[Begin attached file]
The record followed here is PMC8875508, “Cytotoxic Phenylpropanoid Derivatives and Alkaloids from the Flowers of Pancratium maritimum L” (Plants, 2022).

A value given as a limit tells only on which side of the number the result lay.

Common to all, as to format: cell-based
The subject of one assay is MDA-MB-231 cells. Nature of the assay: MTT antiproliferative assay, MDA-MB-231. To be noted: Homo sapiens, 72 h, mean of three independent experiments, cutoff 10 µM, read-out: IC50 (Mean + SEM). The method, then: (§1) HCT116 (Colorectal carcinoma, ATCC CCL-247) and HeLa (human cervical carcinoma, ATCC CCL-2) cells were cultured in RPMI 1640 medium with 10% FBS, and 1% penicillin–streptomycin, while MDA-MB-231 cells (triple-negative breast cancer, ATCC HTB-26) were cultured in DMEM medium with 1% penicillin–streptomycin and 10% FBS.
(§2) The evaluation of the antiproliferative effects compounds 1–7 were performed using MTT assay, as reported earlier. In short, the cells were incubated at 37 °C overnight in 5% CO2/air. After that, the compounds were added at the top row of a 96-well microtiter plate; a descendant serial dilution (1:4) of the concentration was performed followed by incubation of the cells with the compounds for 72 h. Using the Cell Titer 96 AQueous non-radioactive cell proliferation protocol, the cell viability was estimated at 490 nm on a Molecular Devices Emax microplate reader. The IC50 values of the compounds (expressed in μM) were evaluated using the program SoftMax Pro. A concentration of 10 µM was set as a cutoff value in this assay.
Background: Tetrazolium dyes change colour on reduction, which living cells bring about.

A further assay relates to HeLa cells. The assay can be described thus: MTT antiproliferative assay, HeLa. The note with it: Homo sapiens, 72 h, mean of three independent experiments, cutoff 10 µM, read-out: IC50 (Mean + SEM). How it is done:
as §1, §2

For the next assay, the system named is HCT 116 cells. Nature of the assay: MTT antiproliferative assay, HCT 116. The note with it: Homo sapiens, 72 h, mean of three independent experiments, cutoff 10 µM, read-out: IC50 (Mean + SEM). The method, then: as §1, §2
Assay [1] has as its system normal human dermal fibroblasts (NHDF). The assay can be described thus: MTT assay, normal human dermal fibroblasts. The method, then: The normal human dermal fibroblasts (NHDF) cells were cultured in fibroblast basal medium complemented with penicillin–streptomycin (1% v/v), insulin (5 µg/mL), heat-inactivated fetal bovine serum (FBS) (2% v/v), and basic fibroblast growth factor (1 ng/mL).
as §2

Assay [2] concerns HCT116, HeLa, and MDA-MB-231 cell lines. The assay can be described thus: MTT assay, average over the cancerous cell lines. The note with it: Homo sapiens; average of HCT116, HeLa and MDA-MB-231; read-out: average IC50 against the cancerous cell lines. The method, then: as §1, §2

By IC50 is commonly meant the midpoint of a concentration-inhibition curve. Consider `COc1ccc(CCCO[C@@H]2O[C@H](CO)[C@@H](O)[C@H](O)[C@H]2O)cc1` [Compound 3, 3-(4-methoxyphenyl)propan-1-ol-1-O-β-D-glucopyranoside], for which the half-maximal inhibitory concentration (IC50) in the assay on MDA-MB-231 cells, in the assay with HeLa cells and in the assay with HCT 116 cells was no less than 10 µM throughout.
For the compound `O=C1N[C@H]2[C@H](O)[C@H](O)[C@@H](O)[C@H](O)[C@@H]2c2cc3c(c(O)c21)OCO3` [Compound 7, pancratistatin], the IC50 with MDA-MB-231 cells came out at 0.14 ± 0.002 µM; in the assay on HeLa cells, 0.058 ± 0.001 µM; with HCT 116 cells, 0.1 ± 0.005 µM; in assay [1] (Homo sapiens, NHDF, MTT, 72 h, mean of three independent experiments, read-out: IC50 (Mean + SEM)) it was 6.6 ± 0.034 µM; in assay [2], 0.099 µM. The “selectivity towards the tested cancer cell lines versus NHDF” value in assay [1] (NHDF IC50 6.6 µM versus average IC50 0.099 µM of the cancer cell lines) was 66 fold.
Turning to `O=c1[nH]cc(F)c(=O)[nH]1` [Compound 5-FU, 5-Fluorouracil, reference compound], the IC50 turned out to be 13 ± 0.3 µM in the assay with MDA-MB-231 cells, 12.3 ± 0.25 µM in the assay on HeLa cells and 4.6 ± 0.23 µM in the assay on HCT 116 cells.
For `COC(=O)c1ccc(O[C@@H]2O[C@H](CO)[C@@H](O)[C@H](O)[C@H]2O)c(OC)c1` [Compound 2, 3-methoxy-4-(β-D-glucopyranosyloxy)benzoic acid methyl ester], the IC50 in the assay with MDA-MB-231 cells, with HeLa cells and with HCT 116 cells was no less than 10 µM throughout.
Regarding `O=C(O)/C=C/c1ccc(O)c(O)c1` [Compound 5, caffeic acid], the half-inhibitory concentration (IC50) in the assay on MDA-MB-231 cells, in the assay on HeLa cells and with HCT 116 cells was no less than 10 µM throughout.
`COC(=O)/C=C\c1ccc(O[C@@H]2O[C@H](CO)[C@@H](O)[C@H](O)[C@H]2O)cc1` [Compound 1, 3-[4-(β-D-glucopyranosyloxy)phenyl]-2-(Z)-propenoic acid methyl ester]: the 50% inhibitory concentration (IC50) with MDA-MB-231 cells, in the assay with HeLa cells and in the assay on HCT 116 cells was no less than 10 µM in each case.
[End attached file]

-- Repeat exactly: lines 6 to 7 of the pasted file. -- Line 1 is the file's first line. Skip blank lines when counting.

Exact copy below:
Background: Tetrazolium dyes change colour on reduction, which living cells bring about.

A further assay relates to HeLa cells. The assay can be described thus: MTT antiproliferative assay, HeLa. The note with it: Homo sapiens, 72 h, mean of three independent experiments, cutoff 10 µM, read-out: IC50 (Mean + SEM). How it is done: